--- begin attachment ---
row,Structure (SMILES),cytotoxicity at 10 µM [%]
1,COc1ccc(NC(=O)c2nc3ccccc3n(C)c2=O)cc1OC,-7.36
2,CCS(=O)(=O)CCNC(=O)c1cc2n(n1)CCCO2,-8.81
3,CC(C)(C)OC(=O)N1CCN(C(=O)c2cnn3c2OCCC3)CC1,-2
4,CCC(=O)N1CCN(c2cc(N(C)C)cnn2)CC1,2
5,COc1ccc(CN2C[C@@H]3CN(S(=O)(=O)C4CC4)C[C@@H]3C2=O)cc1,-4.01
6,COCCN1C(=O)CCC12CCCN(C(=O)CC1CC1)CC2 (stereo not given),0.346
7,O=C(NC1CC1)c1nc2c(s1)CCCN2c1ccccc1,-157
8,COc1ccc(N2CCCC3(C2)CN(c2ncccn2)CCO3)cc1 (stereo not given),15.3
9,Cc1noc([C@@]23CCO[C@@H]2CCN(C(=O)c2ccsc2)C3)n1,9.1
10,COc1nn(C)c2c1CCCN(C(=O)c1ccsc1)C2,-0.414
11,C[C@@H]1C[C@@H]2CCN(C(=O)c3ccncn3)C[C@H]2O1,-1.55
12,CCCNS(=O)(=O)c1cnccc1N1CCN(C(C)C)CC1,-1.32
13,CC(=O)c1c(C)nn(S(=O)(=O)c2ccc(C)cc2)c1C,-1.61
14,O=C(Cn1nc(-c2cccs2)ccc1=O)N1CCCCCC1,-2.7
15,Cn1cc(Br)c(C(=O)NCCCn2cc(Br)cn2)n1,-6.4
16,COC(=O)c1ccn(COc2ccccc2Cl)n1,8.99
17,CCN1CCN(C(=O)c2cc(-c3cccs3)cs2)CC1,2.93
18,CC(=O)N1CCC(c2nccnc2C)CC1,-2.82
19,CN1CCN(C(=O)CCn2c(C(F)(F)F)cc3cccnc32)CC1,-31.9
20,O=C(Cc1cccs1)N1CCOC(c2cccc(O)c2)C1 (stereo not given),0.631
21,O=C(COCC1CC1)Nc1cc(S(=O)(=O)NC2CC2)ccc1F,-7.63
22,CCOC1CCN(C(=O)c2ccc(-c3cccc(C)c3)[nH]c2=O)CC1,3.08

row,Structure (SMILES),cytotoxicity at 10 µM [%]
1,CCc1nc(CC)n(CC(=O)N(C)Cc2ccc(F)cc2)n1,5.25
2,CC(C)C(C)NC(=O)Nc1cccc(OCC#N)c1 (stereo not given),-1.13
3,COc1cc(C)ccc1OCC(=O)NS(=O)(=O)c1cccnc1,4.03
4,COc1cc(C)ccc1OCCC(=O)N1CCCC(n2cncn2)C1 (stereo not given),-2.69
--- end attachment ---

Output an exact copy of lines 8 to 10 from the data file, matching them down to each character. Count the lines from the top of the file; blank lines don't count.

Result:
7,O=C(NC1CC1)c1nc2c(s1)CCCN2c1ccccc1,-157
8,COc1ccc(N2CCCC3(C2)CN(c2ncccn2)CCO3)cc1 (stereo not given),15.3
9,Cc1noc([C@@]23CCO[C@@H]2CCN(C(=O)c2ccsc2)C3)n1,9.1